The adults sat and drank wine and laughed and smiled at one another in the fall candlelight. Many of them had started families late or had been married once before and had only recently started new ones. Jobs were interesting; there was much travel. There was a lot to talk about, and the subtext was that they were lucky to have the lives they had. Mike remembered everyone being very happy.

Before one of these dinners, Lyle decided that he and Mike would be spies. Lyle had gotten a small tape recorder, only a toy really, for his birthday earlier that fall. Their plan was to hide it in the dining room to record the dinner conversation. While the sets, ants were setting up, and Mike's mother was upstairs dressing and Mike's father was out walking along the ocean, Lyle and Mike secured the tape recorder under the table with duct tape.

As the guests arrived and had drinks, the boys slid between them and crawled under the table and switched on the recorder. They were very excited all through dinner, but they didn't tell any of the other children what they were up to. By dessert, Mike couldn't wait any longer. He wanted to go get the recorder. No, said Lyle, they'll be there for a long time. Let's just look.

When they peeked around the dining room door, Elliot Analect saw them and held up the tape recorder, which he must have found much earlier, maybe when he first sat down. Analect wasn't a regular guest at these dinners. He was usually abroad somewhere. At that point he was a correspondent in East Asia, and Mike's father was especially glad to have him for Thanksgiving. Mike's mother didn't like Analect. Mike didn't know this the way Lyle did, but he had a sense of it too.

When Analect held up the recorder Mike knew instantly they would be in trouble. He saw the way the adults laughed but didn't think it was funny. One of them, drunker than the rest and not a very good friend of Mike's parents, was even a little angry. Mike remembered that he worked for one of the networks. Their mother was embarrassed and that always made her cross as well. Mike's father called the boys over and tried to set things right by giving them a talk, in front of everyone, that was both funny and serious. Analect removed the tape from the recorder and put it in his pocket.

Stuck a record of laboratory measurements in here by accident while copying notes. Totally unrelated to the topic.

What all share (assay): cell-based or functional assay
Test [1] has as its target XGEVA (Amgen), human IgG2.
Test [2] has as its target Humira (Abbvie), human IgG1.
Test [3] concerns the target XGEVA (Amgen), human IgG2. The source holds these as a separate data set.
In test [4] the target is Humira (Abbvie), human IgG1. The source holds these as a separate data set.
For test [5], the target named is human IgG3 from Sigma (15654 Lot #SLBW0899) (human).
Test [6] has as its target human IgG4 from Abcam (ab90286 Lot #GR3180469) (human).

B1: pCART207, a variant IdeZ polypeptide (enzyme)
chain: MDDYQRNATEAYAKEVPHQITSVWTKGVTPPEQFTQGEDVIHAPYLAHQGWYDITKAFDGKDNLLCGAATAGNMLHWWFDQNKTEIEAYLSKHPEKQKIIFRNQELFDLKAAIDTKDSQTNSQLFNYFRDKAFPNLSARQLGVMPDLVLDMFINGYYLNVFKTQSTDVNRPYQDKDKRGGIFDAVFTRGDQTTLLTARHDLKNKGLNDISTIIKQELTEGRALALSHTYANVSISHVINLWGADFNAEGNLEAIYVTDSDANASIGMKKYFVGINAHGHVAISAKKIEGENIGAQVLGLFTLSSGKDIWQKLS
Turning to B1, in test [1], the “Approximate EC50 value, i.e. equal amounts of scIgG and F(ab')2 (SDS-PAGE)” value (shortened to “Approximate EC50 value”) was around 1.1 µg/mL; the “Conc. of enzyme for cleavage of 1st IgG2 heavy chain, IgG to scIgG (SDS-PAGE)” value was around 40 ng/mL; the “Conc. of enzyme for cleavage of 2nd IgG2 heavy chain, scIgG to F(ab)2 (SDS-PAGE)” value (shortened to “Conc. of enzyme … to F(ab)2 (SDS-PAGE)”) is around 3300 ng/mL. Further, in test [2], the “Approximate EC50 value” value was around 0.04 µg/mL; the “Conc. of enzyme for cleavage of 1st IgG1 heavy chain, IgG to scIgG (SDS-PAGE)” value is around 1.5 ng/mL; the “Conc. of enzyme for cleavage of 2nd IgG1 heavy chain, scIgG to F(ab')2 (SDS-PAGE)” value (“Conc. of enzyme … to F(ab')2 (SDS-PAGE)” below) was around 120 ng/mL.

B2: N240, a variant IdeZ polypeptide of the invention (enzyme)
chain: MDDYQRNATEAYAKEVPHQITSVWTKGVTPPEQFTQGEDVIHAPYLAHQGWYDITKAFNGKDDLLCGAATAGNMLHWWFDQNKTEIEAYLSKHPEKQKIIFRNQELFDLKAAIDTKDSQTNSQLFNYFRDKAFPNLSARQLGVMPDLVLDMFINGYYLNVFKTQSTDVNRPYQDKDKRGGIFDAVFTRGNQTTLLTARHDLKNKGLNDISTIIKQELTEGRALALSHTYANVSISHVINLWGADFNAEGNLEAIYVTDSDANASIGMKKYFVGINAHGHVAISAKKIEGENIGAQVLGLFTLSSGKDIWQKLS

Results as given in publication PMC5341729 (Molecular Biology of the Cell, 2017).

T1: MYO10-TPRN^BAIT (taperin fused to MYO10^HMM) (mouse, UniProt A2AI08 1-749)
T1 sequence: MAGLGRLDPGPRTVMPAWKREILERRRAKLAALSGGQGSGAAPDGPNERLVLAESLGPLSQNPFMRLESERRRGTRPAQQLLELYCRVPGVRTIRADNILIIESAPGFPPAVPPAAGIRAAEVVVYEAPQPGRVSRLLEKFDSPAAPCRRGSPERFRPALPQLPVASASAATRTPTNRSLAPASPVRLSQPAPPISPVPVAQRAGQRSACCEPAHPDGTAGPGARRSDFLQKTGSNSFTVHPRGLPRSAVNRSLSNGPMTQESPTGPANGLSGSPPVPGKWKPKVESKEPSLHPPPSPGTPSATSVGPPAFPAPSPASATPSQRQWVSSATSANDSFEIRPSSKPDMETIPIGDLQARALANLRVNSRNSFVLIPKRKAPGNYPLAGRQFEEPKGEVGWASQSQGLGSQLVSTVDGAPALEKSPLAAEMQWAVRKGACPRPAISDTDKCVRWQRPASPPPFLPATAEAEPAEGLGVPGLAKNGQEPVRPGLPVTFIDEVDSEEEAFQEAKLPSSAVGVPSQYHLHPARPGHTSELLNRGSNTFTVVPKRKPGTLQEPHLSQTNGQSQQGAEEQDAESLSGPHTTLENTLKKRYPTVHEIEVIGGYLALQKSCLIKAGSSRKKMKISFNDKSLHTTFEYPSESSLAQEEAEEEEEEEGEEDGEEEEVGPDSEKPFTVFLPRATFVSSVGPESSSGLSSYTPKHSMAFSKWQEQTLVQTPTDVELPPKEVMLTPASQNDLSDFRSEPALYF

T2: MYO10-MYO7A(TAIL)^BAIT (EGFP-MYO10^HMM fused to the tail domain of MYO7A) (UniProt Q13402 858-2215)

Chapter Three

On the flight from HKI to BKK, Mike asks Bishop about Christopher Dorr.

"A crazy fuck," Bishop tells him. "Won awards. Then just stopped filing, so the magazine stopped paying him. I won't bullshit you, I never liked the guy much."

Mike doesn't know what to say.

"Analect's the one that lost him," Bishop goes on. "He should check in on Dorr himself."

Mike looks out the window at the flat turquoise sea below. He wonders if Analect has spoken to his father since he arrived in Hong Kong. No, or his father would have said something. But then they haven't talked much since Mike left. Mike knows there were some things his father never talked about. His life before his children wasn't a secret; it just never came up. Mike always thought that maybe this was because his father hadn't wanted to end up in banking but did anyway. Mike thinks if he talks to Dorr he'll know a lot more about that.

"You don't have to worry about Dorr," Bishop is saying. "Just fill your notebook with stony backpacker quotes and we'll have a week in Bangkok. Pretty girls in Bangkok. You'll have a blast."

Mike keeps expecting Bishop to give him specifics about what else he wants for the story but he never does, just sleeps most of the three-hour ride. Mike looks at Bishop and thinks that if you sleep on a plane you could crash and be unsure whether you are dreaming until you are dead. Mike isn't worried about the specifics. He figures he'll get whatever information he needs when the time comes. Bishop has already told him they'd have the place wired because of some friends of his who are based in Bangkok.

"You'll like them," Bishop said, and then called them the "flying circus."

Following Bishop, Mike sails through Bangkok customs on a tourist visa. The room is hot but the lines are short. Customs officials in lizard-colored uniforms slam their stamps, and the pale Europeans and Americans in bright, patterned shirts sweat in line and shuffle through.

As they clear, Bishop tells Mike that in Bangkok it's easier to be a journalist if you're not a journalist. "You'll see what I mean when you meet the flying circus," he says. "They get away with anything."